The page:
SAE is the former Society of Automotive Engineers, and has been a leader in standard setting for many years. There is clearly a need for standards around data for shared bike and scooter services, for instance. The main cooperators are Miami-Dade County, Jump, Spin, and Populus (a data platform).
A similar effort by Los Angeles called the Mobility Data Specification (MDS) led to major complaints from Uber and Lyft, the ride-hailing service operators. They don’t want to be bound by the rules. Other cities have been following the MDS as well.
Perhaps such a consortium effort could help resolve these problems. I’m surprised there isn’t communication between the Los Angeles group and the SAE.
AUTHOR Jason Plautz via SAE International to form microbility data standards consortium | Smart Cities Dive
Sam Whelan, Asia correspondent of the Loadstar has a short article about a vision DPWorld has for integrating data and logistics. He describes some innovative activities. In Yiwu, China DPWorld has an agreement for a project that allows customers to clear cargo through customs before it leaves for Jebel Ali. The DP World representative also pointed out that in the future, each item in a box may carry a sensor. Box handling equipment could make use of the sensor data (eg, promised delivery dates) to route boxes by a faster or slower route.
It isn’t clear to me how the second method will work out– I’m reminded of the old Fedex cartoon where the delivery man is swimming ashore to a client on a desert island with a wrapped package, but the stranded client says “But my birthday is tomorrow!”. Rerouting a collection of cargo on the basis of, say, average due date, is fraught with problems. Are the partners in each supply chain ready for early delivery, or do they want it, or will they actually pay to have it delayed? I used to have a copy of this cartoon which I showed to my logistics and operations classes, but it’s gotten lost over the years.
There’s no question that improving customs clearance and in fact throughput at any stage will benefit from accurate and easy data interchange. But for that, you need some standardization, and for it to transform the industry the standards need to be common for the whole industry. I’m reminded of the effort it took to translate US freight codes to the Harmonized codes used in international traffic.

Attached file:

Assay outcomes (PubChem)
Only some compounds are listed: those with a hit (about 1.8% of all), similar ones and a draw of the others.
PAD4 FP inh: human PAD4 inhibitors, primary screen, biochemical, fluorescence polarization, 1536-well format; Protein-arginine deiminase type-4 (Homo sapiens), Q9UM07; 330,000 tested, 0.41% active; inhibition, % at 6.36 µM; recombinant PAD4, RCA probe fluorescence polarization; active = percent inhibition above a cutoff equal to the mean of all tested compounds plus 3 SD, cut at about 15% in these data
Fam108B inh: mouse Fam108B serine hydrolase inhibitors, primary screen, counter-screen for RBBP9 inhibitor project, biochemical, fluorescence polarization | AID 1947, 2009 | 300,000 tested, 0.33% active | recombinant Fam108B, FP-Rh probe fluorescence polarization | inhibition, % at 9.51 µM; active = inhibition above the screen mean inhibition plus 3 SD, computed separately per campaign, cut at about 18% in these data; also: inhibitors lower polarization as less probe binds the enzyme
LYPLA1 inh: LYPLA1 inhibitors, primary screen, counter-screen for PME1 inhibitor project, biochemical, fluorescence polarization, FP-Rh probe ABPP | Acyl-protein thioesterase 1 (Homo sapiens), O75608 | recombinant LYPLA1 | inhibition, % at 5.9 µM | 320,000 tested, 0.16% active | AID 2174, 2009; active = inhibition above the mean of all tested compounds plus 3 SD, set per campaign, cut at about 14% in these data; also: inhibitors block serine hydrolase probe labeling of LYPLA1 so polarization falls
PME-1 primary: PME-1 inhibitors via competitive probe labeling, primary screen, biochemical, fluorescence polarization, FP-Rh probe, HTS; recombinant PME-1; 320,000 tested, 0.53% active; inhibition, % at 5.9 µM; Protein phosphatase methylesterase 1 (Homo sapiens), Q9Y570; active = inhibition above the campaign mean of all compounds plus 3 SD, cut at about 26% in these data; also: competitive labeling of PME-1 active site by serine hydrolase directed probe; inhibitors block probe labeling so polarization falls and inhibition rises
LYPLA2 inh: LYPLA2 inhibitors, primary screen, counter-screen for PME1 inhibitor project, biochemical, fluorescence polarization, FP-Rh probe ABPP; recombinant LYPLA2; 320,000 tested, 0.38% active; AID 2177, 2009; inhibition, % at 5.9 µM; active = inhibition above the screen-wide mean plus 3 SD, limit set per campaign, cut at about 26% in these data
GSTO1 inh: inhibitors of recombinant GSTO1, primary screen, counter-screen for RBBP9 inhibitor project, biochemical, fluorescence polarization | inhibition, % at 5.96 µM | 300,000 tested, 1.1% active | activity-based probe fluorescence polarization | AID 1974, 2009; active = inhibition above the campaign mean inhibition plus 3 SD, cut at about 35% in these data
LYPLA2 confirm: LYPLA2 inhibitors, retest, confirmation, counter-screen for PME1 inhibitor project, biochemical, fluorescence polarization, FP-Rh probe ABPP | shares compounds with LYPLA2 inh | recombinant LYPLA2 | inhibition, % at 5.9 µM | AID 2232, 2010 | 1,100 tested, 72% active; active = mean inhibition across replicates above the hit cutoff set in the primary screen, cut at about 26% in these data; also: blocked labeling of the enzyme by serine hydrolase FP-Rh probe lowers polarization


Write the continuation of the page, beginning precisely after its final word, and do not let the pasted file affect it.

Standards need to be set, and where they deal with complementary processes they need to be set broadly so that everyone can participate. That requires some joint standard setting. It happened for INCOterms, it happened for disk drive interface standards, it happened (more or less) for EDI; but it takes a village. One or two firms can’t do it.
via Sensors, ‘grey boxes’ and opportunities in an age where ‘data is the new container’ – The Loadstar
May 23, 2019 in Logistics, Supply Chains, Ports
Tagged Big Data, innovation, Logistics, Software, standards, technology, trade, transportation
This Boston Consulting Group report by Massimo Portincaso, , and Philippe Soussan, discusses seven categories of so-called deep-tech areas of research that are likely to yield new disruptions for businesses of all types. They believe that deep-tech industries are no longer dominated by larger companies doing incremental research, but ratherby small, nimble enterpreneurial firms finding and developing solutions for novel use cases.
They claim we are moving into a phase in which truly new types of infrastructure for business uses is emerging. And the development of these new uses requires a whole ecosystem– a band of cooperating players, including technicians, investors large and small, and firms who have use cases– rather than simply a firm, some financing, and a product. This differs from the ‘maker’ approach to innovation, which believes we can just set people working with some simple tools, and they will come up with the products the world needs.
I support this ecosystem approach, not the more limited one. As an example I call your attention to NYMIC, the New York Maritime Innovation Center, started by my colleague Dr Chris Clott of SUNY Maritime. It fits exactly into the role of helping create a good ecosystem for innovation in the maritime field, one which greatly needs stimulants to produce service improvements. Its motto is “Convene, Connect, Catalyze”, which exactly expresses what BCG’s discussion here is saying.
BCG has a full report entitled The Dawn of the Deep Tech Ecosystem. Much can be learned by studying how it is evolving in the different deep tech areas they believe are a part of it. Link to PDF.
via The Dawn of the Deep Tech Ecosystem
May 10, 2019 in Advanced Computing, entrepreneurship, Investing, Logistics, Ports, Shipping, Strategy, Supply Chains
Tagged computing, entrepreneurship, innovation, Logistics, Shipping, Software, technology, transportation, trends